### Overview

PHYS 200 is the first course in algebra-based physics, which provides an introduction to classical mechanics and includes a hands-on laboratory component. In addition to the eTextbook, the course material includes a well-written *Study Guide* designed for independent learning. PHYS 200 combined with either PHYS 201 or PHYS 202 is the equivalent of one year of introductory physics.

### Outline

PHYS 200 comprises the following ten units.

- Unit 1: Introduction: The Nature of Science and Physics
- Unit 2: Kinematics
- Unit 3: Two-Dimensional Kinematics
- Unit 4: Dynamics: Force and Newton’s Laws of Motion
- Unit 5: Further Applications of Newton’s Laws: Friction, Drag, and Elasticity
- Unit 6: Uniform Circular Motion and Gravitation
- Unit 7: Work, Energy, and Energy Resources
- Unit 8: Linear Momentum and Collisions
- Unit 9: Statics and Torque
- Unit 10: Rotational Motion and Angular Momentum

#### Lab Component

PHYS 200 includes a compulsory lab component, which comprises six hands-on experiments performed in a place of the student’s choice. Procedures involves video capture and analysis of moving objects and requires some common household items, such as the video camera in a smartphone. Assessment is based on a written lab report. The PHYS 200 course material explains the following experiments.

- Experiment 1: Graphical Analysis
- Experiment 2: Kinematics in One Dimension
- Experiment 3: Projectile Motion
- Experiment 4: Hooke’s Law
- Experiment 5: Collision in Two Dimensions
- Experiment 6: Rolling Motion

Students may qualify for partial or full transfer of lab credit obtained for equivalent lab work at another institution.

### Learning outcomes

Upon successful completion of this course, you should be able to

- convert between different units and express a physical quantity in scientific notation using the appropriate number of significant digits.
- explain the relationships between time, displacement, velocity and constant acceleration, and use algebra to solve kinematic problems in one or two dimensions.
- analyze and solve dynamic problems using vector addition, Newton’s three laws of motion, and resistive forces.
- analyze and solve work-, energy- and power-related problems using appropriate formulas and the conservation of energy principle.
- outline the conservation of linear momentum principle and apply it to solve problems that involve one- and two-dimensional (elastic and inelastic) collisions.
- define the concepts of torque and centre of mass and solve problems that involve static equilibrium of extended bodies.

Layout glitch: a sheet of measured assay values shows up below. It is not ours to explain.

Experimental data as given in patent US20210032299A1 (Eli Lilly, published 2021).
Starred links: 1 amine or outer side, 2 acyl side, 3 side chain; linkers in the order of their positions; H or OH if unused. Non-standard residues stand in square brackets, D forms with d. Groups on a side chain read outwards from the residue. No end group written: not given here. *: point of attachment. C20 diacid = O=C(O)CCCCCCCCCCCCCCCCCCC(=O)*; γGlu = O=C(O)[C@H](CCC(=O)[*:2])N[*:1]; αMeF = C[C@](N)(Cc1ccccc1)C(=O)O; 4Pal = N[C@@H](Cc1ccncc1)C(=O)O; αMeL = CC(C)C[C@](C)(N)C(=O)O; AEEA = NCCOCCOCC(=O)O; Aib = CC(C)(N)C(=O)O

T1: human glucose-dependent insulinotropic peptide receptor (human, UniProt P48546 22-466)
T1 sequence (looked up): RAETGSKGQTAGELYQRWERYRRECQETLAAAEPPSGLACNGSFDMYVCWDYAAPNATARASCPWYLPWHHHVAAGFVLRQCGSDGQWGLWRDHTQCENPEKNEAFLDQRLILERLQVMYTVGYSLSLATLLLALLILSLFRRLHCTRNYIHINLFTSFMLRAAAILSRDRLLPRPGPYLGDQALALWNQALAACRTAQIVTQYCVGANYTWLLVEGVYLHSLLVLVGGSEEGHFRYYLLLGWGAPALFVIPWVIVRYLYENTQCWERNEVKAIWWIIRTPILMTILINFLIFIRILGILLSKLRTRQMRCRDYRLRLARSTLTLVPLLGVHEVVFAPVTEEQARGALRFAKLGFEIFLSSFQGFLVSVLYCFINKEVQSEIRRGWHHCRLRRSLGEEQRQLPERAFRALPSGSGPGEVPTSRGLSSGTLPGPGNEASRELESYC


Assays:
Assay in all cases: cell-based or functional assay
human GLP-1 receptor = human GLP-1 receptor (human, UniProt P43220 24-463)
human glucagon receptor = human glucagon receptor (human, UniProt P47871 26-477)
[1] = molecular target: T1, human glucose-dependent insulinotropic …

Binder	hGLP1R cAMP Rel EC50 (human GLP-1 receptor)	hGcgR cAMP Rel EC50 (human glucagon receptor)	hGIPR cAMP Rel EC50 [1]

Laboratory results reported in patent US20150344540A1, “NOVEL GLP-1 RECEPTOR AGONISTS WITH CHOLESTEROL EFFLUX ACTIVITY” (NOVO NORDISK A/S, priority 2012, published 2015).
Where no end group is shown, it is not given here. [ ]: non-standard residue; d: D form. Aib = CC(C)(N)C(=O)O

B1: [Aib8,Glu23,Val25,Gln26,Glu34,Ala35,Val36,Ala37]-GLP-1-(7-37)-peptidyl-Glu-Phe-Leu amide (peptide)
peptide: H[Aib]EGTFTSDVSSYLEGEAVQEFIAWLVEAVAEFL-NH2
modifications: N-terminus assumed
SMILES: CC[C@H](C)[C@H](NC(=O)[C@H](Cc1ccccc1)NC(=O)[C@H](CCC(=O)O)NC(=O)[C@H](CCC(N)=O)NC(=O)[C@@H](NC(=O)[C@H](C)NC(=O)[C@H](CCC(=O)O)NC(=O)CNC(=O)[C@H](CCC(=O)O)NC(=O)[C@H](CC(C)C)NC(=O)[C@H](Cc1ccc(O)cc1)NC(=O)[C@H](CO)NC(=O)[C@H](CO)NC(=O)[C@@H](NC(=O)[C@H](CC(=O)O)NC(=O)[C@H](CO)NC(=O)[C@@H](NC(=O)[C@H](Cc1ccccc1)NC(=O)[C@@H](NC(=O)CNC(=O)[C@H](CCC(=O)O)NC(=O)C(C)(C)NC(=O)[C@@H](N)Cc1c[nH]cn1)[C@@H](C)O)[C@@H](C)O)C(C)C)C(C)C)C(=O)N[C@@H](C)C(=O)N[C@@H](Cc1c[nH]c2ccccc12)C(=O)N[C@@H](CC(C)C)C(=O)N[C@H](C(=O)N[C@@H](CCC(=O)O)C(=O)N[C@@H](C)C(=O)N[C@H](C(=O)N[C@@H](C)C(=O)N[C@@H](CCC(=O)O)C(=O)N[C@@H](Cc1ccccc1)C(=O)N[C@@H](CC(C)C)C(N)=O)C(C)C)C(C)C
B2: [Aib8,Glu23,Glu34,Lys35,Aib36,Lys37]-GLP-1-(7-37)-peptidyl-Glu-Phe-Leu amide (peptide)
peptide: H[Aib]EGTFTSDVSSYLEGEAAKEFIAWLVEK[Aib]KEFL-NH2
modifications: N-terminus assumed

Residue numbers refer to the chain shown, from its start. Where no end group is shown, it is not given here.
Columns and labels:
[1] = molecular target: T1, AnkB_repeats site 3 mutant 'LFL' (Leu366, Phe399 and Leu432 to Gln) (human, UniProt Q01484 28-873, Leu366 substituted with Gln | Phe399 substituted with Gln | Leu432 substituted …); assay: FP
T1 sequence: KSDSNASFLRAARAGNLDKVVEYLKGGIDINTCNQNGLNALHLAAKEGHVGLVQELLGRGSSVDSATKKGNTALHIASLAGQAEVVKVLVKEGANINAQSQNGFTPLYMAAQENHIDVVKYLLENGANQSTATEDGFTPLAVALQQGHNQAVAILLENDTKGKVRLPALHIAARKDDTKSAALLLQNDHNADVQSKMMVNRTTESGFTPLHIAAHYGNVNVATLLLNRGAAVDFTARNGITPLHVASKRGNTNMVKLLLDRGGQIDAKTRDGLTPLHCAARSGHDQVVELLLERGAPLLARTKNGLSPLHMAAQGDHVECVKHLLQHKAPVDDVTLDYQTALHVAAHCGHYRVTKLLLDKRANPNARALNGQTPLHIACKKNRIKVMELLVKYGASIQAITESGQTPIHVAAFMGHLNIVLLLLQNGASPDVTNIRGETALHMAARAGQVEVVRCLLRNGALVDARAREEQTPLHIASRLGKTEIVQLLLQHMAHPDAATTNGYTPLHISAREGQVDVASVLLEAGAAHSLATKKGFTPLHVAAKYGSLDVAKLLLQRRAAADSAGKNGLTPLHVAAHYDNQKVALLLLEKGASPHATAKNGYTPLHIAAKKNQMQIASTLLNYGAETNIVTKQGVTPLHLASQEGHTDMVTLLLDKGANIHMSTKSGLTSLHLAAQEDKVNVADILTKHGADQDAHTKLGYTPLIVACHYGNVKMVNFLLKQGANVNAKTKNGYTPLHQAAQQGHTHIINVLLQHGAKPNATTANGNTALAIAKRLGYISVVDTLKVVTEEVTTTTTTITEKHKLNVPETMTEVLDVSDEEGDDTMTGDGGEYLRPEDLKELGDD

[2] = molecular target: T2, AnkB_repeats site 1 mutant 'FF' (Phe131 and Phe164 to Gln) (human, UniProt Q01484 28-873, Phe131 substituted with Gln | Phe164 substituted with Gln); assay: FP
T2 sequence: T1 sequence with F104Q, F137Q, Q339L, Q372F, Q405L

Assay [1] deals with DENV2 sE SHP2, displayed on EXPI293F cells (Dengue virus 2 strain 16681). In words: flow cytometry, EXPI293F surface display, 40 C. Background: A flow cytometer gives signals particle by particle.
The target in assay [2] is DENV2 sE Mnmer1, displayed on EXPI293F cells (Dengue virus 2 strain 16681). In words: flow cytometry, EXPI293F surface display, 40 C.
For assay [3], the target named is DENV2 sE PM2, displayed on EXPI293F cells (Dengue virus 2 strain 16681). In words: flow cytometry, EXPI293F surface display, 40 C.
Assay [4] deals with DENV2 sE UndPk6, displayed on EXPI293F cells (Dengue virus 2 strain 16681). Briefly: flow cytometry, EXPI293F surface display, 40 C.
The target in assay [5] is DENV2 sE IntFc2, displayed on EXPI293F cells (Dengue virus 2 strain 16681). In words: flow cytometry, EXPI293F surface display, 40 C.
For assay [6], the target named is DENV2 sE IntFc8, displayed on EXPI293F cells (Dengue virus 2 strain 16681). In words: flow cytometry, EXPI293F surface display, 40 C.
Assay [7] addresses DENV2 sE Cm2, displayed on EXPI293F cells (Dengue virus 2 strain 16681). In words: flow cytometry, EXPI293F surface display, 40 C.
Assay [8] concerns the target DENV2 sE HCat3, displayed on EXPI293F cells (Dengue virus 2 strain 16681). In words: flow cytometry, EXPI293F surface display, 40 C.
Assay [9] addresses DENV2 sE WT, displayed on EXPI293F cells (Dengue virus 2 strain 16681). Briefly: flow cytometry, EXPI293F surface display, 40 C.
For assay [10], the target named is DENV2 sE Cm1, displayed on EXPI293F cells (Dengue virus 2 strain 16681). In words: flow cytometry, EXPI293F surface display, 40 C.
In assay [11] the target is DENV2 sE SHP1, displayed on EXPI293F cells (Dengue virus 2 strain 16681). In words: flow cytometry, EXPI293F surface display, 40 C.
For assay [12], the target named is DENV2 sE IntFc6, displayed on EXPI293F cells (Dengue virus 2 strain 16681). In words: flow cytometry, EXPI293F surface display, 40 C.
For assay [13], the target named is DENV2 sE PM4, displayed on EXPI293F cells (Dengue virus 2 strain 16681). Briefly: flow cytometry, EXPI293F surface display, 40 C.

- analyze and solve problems that involve the kinematics and dynamics of rotational motion and the conservation of angular momentum principle.
- describe Hooke’s law and the elastic properties of solids and apply formulas for calculating Young’s modulus, shear modulus, and bulk modulus.
- recall Newton’s law of universal gravitation and apply it to solve problems involving the force of gravity and satellite motion.
- demonstrate skills related to performing simple experiments in classical mechanics, including experimental setup, data acquisition, data analysis, and communication of scientific results.

### Evaluation

Final grade is based on marks achieved on two assignments, six lab reports, and two examinations. To receive credit, the student must achieve a minimum of 50 percent on the final examination and on the lab component, and a course composite grade of at least “D” (50 percent). The following chart describes the credit weight associated with each course requirement.

Activity | Weight |

Assignments | 20% |

Lab Reports | 20% |

Midterm Online Exam | 20% |

Final Online Exam | 40% |

**Total** | **100%** |

The **midterm and final examinations** for this course must be requested in advance and written under the supervision of an AU-approved exam invigilator. Invigilators include either ProctorU or an approved in-person invigilation centre that can accommodate online exams. Students are responsible for payment of any invigilation fees. Information on exam request deadlines, invigilators, and other exam-related questions, can be found at the Exams and grades section of the Calendar.

To learn more about assignments and examinations, please refer to Athabasca University’s online Calendar.

### Materials

This course either does not have a course package or the textbooks are open-source material and available to students at no cost. This course has a Course Administration and Technology Fee, but students are not charged the Course Materials Fee.

#### eText

Registration in this course includes an electronic textbook. For more information on electronic textbooks, please refer to our eText Initiative site.

PHYS 200 is based on the OpenStax College Physics eTextbook, which is open source material licensed under the Creative Commons Attribution 3.0 Unported license.

#### Other Resources

All other learning resources will be available online.